By: David Lamm
Who on the field Sunday will have the greatest impact on Super Bowl LIII?
Will it be John Parry or Jeff Bergman? What about Steve Zimmer or Terrence Miles? It could be Fred Bryan or Edgar Camp or Eugene Hall?
Don’t recognize those names? Wondering how Tom Brady, Aaron Donald, Sony Michele and Todd Gurley will figure in? Of course they’ll all be major factors.
But when it gets to crunch time, those first seven guys likely will decide the outcome. They’re the on-field game officials, or the zebras as I like the call them.
Who among them will make the awful call or choke and keep his flag in his pocket?
Who will call a personal foul on a Rams pass-rusher for “almost” hitting Brady? Or a phantom hold in the interior line to negate a touchdown?
Sorry NFL, but that’s how I see your league now.
You probably know I’m a golf nut who’s had the good fortune to cover the biggest tournaments from coast to coast and work with the greatest players of the last 40 years.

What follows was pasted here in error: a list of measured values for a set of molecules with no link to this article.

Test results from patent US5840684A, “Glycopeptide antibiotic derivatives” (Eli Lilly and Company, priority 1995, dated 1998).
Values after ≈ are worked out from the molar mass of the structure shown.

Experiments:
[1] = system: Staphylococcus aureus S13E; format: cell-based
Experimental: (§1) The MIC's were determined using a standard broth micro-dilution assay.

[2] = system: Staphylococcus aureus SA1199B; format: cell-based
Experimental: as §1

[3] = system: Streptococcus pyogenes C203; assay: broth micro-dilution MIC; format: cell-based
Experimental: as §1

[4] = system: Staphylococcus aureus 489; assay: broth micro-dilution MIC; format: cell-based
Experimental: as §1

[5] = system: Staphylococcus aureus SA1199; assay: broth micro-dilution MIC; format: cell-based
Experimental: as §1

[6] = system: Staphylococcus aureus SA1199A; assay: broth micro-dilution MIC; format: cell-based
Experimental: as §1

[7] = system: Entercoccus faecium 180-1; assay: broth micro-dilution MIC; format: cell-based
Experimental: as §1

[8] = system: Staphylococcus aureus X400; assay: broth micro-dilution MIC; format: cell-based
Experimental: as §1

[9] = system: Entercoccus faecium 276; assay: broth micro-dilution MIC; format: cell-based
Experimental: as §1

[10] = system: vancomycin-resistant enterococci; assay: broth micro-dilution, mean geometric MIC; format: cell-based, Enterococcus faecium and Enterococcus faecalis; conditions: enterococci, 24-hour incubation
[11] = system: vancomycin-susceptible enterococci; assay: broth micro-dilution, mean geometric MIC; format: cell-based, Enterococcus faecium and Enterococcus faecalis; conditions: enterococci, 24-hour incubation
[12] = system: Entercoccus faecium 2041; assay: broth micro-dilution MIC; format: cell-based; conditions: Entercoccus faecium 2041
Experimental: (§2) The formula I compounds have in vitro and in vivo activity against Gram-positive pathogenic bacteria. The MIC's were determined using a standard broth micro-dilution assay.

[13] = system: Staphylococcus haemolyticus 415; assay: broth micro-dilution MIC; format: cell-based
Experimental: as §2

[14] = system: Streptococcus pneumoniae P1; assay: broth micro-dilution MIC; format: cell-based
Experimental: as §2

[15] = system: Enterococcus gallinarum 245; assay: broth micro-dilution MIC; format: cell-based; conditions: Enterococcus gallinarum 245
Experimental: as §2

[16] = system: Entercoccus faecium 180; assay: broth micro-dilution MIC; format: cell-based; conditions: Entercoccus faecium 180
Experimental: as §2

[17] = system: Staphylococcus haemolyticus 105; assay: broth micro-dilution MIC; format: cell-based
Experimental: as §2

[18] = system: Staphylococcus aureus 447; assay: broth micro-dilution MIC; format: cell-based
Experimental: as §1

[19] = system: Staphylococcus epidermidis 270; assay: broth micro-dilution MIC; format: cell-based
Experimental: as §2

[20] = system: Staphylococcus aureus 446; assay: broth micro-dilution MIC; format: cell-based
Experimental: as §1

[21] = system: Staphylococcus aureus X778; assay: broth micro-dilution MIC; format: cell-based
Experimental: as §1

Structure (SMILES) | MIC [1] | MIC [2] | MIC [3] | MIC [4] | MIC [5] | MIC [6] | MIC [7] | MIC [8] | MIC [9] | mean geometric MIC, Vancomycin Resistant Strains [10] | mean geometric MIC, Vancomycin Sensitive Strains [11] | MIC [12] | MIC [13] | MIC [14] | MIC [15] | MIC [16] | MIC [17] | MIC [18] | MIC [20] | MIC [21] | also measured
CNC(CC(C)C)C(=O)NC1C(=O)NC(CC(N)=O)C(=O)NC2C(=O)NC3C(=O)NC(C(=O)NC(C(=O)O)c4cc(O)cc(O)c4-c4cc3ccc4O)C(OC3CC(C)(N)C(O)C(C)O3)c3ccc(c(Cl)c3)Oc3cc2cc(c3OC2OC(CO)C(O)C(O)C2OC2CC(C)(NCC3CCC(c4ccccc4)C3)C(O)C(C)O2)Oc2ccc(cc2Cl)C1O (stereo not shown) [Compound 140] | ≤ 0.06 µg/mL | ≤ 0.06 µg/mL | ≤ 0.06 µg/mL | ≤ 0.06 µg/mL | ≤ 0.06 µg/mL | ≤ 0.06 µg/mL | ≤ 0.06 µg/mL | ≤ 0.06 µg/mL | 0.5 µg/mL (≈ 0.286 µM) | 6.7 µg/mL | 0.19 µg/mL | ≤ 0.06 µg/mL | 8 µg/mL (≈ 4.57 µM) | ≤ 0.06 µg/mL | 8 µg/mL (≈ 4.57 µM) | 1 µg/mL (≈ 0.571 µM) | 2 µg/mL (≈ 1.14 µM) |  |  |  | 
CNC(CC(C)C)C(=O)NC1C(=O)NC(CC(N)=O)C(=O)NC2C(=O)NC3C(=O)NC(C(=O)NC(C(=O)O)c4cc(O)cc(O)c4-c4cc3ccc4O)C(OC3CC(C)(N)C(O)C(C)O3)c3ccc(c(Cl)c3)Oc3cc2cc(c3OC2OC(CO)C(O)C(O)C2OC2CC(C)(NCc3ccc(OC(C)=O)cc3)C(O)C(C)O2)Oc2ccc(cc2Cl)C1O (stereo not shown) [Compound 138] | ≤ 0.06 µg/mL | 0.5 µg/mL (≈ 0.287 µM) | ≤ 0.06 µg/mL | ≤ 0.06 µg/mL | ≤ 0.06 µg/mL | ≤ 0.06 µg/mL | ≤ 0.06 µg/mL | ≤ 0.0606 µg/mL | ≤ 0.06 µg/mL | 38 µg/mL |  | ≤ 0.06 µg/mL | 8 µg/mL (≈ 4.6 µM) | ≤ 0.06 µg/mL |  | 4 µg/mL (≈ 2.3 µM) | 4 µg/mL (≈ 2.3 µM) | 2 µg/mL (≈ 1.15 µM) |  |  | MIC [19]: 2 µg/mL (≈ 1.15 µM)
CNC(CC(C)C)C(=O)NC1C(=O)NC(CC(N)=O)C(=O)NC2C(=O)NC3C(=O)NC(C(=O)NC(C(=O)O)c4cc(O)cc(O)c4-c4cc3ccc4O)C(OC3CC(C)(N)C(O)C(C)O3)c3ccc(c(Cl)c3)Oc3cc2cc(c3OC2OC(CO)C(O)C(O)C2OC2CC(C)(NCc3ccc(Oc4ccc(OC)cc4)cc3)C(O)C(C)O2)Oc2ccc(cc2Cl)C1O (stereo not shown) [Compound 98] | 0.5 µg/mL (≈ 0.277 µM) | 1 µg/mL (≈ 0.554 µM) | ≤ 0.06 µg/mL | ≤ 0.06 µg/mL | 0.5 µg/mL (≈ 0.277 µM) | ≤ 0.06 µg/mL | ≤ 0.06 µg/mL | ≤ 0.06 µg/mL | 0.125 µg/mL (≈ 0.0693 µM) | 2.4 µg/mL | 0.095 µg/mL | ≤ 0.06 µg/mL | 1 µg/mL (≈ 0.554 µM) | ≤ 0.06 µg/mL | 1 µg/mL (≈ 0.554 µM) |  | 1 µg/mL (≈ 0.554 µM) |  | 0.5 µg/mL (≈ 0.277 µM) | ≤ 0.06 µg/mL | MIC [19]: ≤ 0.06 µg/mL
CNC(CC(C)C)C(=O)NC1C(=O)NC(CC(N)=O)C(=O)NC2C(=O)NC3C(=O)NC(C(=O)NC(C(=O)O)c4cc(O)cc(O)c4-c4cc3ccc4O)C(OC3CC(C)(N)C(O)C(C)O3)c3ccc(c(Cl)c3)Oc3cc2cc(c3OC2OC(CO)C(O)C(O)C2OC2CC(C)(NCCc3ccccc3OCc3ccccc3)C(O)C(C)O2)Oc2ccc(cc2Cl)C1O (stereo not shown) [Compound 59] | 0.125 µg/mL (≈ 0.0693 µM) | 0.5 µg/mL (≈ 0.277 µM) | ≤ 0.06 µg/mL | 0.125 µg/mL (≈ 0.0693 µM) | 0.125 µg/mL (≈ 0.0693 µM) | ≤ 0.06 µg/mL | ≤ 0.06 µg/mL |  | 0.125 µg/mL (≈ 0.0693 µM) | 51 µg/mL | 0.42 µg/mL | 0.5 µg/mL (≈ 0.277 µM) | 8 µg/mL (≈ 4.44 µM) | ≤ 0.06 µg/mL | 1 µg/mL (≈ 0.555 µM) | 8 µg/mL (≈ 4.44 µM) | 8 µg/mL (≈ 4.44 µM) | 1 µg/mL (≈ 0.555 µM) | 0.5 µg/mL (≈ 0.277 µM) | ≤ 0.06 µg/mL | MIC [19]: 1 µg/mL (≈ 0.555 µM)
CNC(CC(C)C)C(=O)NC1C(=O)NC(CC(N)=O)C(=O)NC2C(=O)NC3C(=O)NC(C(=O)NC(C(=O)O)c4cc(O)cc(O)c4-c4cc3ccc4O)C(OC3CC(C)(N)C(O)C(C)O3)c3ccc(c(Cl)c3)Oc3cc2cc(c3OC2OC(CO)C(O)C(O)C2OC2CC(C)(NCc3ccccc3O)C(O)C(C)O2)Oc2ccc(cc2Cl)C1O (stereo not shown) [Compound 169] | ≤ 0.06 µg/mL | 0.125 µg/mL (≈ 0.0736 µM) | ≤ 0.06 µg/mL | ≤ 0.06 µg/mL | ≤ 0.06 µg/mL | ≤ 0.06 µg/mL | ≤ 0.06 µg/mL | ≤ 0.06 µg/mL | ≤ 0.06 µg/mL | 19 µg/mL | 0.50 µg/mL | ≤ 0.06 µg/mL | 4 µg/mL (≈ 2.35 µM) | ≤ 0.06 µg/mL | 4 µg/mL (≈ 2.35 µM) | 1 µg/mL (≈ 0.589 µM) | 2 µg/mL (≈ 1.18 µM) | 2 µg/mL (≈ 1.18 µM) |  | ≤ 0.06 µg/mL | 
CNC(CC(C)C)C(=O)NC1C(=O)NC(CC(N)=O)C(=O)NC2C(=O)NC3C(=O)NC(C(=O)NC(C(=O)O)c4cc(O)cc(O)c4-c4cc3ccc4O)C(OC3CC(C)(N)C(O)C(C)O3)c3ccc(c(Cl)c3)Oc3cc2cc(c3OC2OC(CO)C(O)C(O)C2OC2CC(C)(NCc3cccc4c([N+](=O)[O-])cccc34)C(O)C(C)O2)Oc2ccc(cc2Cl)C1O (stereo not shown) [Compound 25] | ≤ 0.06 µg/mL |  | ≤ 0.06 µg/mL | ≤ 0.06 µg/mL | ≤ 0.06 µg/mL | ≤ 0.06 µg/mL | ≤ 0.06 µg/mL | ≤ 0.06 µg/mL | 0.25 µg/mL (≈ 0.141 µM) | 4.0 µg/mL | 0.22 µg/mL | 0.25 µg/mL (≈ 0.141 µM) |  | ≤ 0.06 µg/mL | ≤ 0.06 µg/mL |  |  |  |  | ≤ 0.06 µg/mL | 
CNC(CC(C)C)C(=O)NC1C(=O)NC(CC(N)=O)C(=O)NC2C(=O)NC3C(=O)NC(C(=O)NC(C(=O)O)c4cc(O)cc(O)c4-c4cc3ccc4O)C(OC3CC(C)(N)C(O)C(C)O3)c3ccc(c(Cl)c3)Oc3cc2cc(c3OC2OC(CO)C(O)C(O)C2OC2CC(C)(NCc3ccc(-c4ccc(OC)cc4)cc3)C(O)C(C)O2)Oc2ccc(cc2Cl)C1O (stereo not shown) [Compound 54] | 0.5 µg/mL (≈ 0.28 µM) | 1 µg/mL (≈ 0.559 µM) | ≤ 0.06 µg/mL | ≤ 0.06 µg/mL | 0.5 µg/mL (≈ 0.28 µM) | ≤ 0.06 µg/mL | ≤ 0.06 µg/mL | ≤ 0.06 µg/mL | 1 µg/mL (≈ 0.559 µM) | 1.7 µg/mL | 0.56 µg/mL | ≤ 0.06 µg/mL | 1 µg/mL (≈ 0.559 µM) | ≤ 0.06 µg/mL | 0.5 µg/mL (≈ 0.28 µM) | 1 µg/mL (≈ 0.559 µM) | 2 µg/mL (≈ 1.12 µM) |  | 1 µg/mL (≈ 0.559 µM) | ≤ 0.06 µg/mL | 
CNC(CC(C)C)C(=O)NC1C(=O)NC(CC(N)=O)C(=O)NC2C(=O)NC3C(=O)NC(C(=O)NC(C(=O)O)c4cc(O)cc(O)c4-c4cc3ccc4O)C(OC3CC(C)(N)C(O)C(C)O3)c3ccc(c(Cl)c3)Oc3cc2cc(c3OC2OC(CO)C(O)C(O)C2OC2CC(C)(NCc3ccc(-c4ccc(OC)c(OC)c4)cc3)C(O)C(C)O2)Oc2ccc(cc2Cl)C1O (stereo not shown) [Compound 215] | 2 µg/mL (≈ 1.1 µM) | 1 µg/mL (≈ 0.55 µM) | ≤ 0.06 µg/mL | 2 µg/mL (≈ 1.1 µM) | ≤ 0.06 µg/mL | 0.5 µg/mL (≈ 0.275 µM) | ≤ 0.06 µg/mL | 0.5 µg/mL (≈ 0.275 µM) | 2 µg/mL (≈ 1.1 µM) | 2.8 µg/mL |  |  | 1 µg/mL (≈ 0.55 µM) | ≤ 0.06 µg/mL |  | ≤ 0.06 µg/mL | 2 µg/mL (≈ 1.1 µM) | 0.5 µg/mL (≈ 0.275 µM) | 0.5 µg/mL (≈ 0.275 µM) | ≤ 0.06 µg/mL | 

But I still get chill bumps walking through the World Golf of Fame, something I did this week while visiting with the Hall’s newest class. It isn’t a class with a lot glitz, but it is a class worthy of this recognition.
The most interesting new Hall of Famer is Jan Stephenson, whose heyday as a player was 1976-87. That’s right, she was a star on the course with 16 LPGA victories including three majors.
But most sports fans saw her a cover-girl, a sexpot, not a top golfer.
Stephenson’s good looks and sexuality were promoted by the LPGA. It was trying desperately to rid its image as “dikes on spikes”.
Stephenson led that charge while shining on the course. She earned her Hall of Fame status.